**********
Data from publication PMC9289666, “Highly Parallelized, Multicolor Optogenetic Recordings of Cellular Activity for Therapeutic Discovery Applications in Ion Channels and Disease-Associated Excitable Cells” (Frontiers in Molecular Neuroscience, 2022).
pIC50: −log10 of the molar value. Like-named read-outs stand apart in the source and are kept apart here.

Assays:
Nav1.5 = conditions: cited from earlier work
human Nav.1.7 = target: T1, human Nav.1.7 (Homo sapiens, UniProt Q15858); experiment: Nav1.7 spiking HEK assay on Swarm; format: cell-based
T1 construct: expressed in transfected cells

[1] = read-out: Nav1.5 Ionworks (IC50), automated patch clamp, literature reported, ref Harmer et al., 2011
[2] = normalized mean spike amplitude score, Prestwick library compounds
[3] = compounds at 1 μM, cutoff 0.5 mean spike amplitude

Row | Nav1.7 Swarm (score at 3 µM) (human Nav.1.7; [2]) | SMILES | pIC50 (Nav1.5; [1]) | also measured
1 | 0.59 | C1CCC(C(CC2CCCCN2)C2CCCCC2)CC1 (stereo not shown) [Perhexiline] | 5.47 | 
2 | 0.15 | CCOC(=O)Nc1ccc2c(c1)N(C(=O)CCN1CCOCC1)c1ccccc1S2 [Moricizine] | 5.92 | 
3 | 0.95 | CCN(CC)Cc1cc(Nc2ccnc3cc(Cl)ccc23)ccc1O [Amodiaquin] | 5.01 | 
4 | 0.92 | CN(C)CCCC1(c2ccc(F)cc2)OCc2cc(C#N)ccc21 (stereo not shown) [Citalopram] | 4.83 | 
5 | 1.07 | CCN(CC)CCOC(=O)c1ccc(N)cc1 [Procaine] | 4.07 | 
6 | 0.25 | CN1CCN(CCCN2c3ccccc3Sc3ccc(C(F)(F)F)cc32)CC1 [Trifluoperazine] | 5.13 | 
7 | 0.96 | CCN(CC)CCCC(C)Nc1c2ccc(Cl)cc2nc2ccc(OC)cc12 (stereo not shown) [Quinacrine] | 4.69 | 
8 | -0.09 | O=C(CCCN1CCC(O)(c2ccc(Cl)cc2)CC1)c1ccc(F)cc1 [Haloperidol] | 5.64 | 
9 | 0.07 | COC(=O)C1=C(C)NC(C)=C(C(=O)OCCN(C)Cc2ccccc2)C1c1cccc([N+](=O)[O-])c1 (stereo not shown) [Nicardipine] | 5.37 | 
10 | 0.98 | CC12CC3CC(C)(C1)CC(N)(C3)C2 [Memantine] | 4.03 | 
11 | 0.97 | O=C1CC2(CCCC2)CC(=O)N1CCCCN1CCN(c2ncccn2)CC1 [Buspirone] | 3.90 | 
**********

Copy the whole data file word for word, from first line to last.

Data from publication PMC9289666, “Highly Parallelized, Multicolor Optogenetic Recordings of Cellular Activity for Therapeutic Discovery Applications in Ion Channels and Disease-Associated Excitable Cells” (Frontiers in Molecular Neuroscience, 2022).
pIC50: −log10 of the molar value. Like-named read-outs stand apart in the source and are kept apart here.

Assays:
Nav1.5 = conditions: cited from earlier work
human Nav.1.7 = target: T1, human Nav.1.7 (Homo sapiens, UniProt Q15858); experiment: Nav1.7 spiking HEK assay on Swarm; format: cell-based
T1 construct: expressed in transfected cells

[1] = read-out: Nav1.5 Ionworks (IC50), automated patch clamp, literature reported, ref Harmer et al., 2011
[2] = normalized mean spike amplitude score, Prestwick library compounds
[3] = compounds at 1 μM, cutoff 0.5 mean spike amplitude

Row | Nav1.7 Swarm (score at 3 µM) (human Nav.1.7; [2]) | SMILES | pIC50 (Nav1.5; [1]) | also measured
1 | 0.59 | C1CCC(C(CC2CCCCN2)C2CCCCC2)CC1 (stereo not shown) [Perhexiline] | 5.47 | 
2 | 0.15 | CCOC(=O)Nc1ccc2c(c1)N(C(=O)CCN1CCOCC1)c1ccccc1S2 [Moricizine] | 5.92 | 
3 | 0.95 | CCN(CC)Cc1cc(Nc2ccnc3cc(Cl)ccc23)ccc1O [Amodiaquin] | 5.01 | 
4 | 0.92 | CN(C)CCCC1(c2ccc(F)cc2)OCc2cc(C#N)ccc21 (stereo not shown) [Citalopram] | 4.83 | 
5 | 1.07 | CCN(CC)CCOC(=O)c1ccc(N)cc1 [Procaine] | 4.07 | 
6 | 0.25 | CN1CCN(CCCN2c3ccccc3Sc3ccc(C(F)(F)F)cc32)CC1 [Trifluoperazine] | 5.13 | 
7 | 0.96 | CCN(CC)CCCC(C)Nc1c2ccc(Cl)cc2nc2ccc(OC)cc12 (stereo not shown) [Quinacrine] | 4.69 | 
8 | -0.09 | O=C(CCCN1CCC(O)(c2ccc(Cl)cc2)CC1)c1ccc(F)cc1 [Haloperidol] | 5.64 | 
9 | 0.07 | COC(=O)C1=C(C)NC(C)=C(C(=O)OCCN(C)Cc2ccccc2)C1c1cccc([N+](=O)[O-])c1 (stereo not shown) [Nicardipine] | 5.37 | 
10 | 0.98 | CC12CC3CC(C)(C1)CC(N)(C3)C2 [Memantine] | 4.03 | 
11 | 0.97 | O=C1CC2(CCCC2)CC(=O)N1CCCCN1CCN(c2ncccn2)CC1 [Buspirone] | 3.90 | 